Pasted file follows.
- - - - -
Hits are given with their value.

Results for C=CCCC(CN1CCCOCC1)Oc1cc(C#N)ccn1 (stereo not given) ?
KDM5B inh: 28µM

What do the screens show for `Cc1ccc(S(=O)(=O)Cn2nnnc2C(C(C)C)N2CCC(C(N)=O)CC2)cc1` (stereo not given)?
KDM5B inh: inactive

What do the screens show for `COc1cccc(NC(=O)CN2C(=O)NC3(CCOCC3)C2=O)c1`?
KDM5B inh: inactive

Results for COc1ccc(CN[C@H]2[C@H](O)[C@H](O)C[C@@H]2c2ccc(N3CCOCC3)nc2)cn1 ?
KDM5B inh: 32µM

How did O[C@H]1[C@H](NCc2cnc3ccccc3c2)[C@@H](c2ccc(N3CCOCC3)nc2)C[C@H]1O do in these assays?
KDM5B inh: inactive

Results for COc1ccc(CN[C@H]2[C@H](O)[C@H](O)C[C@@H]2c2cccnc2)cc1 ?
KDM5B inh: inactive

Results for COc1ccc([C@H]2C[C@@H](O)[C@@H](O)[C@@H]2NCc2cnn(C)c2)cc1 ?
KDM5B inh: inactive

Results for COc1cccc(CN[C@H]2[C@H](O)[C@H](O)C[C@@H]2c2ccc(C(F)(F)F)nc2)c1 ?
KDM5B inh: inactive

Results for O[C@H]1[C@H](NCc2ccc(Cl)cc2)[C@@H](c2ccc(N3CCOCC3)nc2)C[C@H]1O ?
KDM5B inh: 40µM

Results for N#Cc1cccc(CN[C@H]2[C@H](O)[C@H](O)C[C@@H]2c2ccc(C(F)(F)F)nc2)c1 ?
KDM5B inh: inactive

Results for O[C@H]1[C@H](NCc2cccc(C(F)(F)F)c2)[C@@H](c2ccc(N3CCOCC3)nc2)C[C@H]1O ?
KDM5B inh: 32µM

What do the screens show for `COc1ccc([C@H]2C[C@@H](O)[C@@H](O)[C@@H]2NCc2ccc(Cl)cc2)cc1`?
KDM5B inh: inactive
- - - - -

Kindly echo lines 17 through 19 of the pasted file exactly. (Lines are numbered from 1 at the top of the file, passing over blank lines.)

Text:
KDM5B inh: inactive

Results for O[C@H]1[C@H](NCc2ccc(Cl)cc2)[C@@H](c2ccc(N3CCOCC3)nc2)C[C@H]1O ?
KDM5B inh: 40µM